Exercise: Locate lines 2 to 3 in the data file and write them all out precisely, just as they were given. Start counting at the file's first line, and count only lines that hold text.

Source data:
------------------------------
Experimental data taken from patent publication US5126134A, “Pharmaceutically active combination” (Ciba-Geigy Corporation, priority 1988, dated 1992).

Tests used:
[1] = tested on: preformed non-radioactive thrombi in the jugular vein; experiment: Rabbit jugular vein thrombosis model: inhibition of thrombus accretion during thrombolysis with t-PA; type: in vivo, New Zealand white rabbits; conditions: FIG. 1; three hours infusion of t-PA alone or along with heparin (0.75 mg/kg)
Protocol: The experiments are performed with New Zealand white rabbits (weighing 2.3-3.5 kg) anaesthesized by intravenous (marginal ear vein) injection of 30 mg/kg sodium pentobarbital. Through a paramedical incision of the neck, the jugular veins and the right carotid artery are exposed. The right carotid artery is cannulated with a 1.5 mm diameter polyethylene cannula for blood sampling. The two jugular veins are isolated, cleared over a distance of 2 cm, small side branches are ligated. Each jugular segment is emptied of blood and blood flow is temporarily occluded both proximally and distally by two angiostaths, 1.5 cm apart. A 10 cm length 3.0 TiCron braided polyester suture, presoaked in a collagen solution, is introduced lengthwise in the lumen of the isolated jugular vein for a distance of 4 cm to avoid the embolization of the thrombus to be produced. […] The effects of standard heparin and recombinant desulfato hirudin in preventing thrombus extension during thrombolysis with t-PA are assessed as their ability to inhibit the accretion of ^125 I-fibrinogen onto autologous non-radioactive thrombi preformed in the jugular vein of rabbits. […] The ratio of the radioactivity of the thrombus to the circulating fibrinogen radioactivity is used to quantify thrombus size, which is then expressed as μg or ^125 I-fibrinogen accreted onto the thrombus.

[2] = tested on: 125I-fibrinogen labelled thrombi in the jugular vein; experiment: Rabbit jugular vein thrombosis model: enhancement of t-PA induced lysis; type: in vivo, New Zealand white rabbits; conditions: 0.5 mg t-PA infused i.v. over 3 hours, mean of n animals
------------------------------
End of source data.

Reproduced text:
Tests used:
[1] = tested on: preformed non-radioactive thrombi in the jugular vein; experiment: Rabbit jugular vein thrombosis model: inhibition of thrombus accretion during thrombolysis with t-PA; type: in vivo, New Zealand white rabbits; conditions: FIG. 1; three hours infusion of t-PA alone or along with heparin (0.75 mg/kg)